I’m Jessica VanderKolk, the Communications Manager for the City of Battle Creek, Michigan. Find me on Twitter and LinkedIn.
What I’m reading: The Gifts of Imperfection by Brené Brown
What I’m listening to: Christmas music. Don’t @ me.
What I’m (re)watching: The West Wing
Battle Creek’s internal numbers look like this – 550+ teammates, in 15 buildings, with about one-fifth who don’t receive city email.
I’ve continued, re-started, and created a variety of ways to communicate with our team from the start, and started surveying them about those methods right away, for feedback.
I created nearly-identical, online communications surveys four years in a row. Supervisors of those without city email received the PDF version to print – a handful typically came back to me. The top response rate was about 16 percent; the most recent was about 10 percent.
Surveys are easy to miss or skip – someone’s on vacation, it becomes buried in your email inbox, some see it and forget it, field crews never see it – you get the idea.
I did pick up great feedback to which the team has responded. I received some great suggestions for our monthly, internal newsletter, mainly to do with hearing the stories of our people and departments. Since an early suggestion, I’ve interviewed, or asked teammates to submit answers to a short list of questions, writing a “Nice to Meet You” feature. I’ve reached across departments for volunteers and now am working through our senior department leaders, at the suggestion of my communications team.
Nonetheless, with barely double-digit response rates, I felt last year that the formal survey had run its course. I decided to take the communications show on the road.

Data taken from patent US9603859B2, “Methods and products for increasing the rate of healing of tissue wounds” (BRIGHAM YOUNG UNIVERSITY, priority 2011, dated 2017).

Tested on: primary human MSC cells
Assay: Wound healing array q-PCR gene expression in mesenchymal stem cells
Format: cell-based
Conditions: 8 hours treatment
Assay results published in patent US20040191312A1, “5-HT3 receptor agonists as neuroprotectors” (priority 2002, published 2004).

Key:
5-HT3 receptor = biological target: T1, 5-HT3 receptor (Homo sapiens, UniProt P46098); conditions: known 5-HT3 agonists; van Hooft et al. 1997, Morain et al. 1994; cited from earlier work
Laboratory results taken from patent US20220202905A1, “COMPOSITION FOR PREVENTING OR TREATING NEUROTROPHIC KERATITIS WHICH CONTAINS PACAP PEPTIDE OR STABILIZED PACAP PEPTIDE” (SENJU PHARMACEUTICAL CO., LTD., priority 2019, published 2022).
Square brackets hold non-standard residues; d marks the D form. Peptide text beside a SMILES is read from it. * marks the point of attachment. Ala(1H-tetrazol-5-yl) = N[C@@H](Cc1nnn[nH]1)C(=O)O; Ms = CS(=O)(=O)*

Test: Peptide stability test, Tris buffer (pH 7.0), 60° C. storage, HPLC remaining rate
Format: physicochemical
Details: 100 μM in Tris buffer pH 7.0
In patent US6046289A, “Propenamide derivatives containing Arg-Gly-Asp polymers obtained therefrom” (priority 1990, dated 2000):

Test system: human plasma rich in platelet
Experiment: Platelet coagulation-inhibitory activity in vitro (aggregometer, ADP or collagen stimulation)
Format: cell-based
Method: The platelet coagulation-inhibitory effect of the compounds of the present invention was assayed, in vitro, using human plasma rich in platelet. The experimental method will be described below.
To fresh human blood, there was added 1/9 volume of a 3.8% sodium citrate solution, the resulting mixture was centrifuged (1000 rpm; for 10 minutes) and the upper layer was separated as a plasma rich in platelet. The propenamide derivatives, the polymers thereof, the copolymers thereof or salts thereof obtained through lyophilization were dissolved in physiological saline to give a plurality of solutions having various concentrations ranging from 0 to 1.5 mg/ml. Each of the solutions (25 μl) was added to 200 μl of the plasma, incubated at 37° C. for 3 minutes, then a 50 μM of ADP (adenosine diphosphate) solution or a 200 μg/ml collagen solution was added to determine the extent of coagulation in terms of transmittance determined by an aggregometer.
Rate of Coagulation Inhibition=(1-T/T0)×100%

This fall I started joining department and division staff meetings to ask some of those survey questions, and ask our team to talk to me about what works and what doesn’t. I’ve been to seven out of dozens, and I’ll be the first to tell you that I’ve worked as a communications professional for close to 20 years, and am still an incredibly nervous public speaker. However, a therapist said I should better promote what I do, so off I go.
I’m thrilled with the results already.
I’ll tell you now that, if you’re looking for a way to connect with your team, in person is it. I think we all know it, and that time is the main barrier; it will likely take me a year to complete the road show.
But it’s worth the time. Most people in our organization speak to more neighbors on the phone than I do. They interact with our website and various communication tools differently than I do. And I want everyone to see that I’m serious about gathering feedback on our methods, and improving them.
A great suggestion I’ll be adding to a current website review came from our Utility Billing team. We have a “Public Notices” graphic button on the home page, which links to official meeting notices. When our team and neighbors look for boil water advisories, they naturally click on Public Notices. Those advisories are actually under “Alerts” in a different part of the website. What a great piece of information to help us better meet people where they are online.
Another suggestion I’ve already developed is another for our newsletter. Our city manager writes a message to the organization each month, and our Recreation team suggested asking senior leadership to rotate on this message, with news and updates from their departments. I have our senior leaders scheduled through early 2021, starting with our airport in January.
I look forward to the conversations to come, learning more, and improving the connections and messages to our team.